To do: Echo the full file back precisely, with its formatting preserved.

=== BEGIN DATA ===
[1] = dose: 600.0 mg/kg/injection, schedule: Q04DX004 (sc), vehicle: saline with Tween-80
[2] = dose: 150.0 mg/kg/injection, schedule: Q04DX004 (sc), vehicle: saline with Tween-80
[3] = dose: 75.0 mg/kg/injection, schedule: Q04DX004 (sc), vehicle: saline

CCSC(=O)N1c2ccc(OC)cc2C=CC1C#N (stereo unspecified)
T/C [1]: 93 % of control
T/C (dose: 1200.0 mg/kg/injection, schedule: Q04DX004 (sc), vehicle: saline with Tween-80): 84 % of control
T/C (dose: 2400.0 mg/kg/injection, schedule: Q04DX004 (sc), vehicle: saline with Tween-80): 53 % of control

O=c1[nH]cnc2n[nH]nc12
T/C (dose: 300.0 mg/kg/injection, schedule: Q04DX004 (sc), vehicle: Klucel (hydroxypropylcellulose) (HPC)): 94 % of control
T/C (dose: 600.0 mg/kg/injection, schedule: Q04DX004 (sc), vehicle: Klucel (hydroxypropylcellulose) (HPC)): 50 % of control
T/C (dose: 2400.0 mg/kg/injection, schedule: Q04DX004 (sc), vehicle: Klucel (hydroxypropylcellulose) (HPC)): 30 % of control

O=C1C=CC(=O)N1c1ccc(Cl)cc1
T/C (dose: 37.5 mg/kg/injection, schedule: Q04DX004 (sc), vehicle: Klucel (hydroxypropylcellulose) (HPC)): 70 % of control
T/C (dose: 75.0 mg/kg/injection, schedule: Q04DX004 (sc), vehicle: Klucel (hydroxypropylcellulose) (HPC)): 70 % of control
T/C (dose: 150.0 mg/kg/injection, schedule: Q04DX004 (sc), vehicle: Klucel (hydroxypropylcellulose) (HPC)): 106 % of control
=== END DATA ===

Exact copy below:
[1] = dose: 600.0 mg/kg/injection, schedule: Q04DX004 (sc), vehicle: saline with Tween-80
[2] = dose: 150.0 mg/kg/injection, schedule: Q04DX004 (sc), vehicle: saline with Tween-80
[3] = dose: 75.0 mg/kg/injection, schedule: Q04DX004 (sc), vehicle: saline

CCSC(=O)N1c2ccc(OC)cc2C=CC1C#N (stereo unspecified)
T/C [1]: 93 % of control
T/C (dose: 1200.0 mg/kg/injection, schedule: Q04DX004 (sc), vehicle: saline with Tween-80): 84 % of control
T/C (dose: 2400.0 mg/kg/injection, schedule: Q04DX004 (sc), vehicle: saline with Tween-80): 53 % of control

O=c1[nH]cnc2n[nH]nc12
T/C (dose: 300.0 mg/kg/injection, schedule: Q04DX004 (sc), vehicle: Klucel (hydroxypropylcellulose) (HPC)): 94 % of control
T/C (dose: 600.0 mg/kg/injection, schedule: Q04DX004 (sc), vehicle: Klucel (hydroxypropylcellulose) (HPC)): 50 % of control
T/C (dose: 2400.0 mg/kg/injection, schedule: Q04DX004 (sc), vehicle: Klucel (hydroxypropylcellulose) (HPC)): 30 % of control

O=C1C=CC(=O)N1c1ccc(Cl)cc1
T/C (dose: 37.5 mg/kg/injection, schedule: Q04DX004 (sc), vehicle: Klucel (hydroxypropylcellulose) (HPC)): 70 % of control
T/C (dose: 75.0 mg/kg/injection, schedule: Q04DX004 (sc), vehicle: Klucel (hydroxypropylcellulose) (HPC)): 70 % of control
T/C (dose: 150.0 mg/kg/injection, schedule: Q04DX004 (sc), vehicle: Klucel (hydroxypropylcellulose) (HPC)): 106 % of control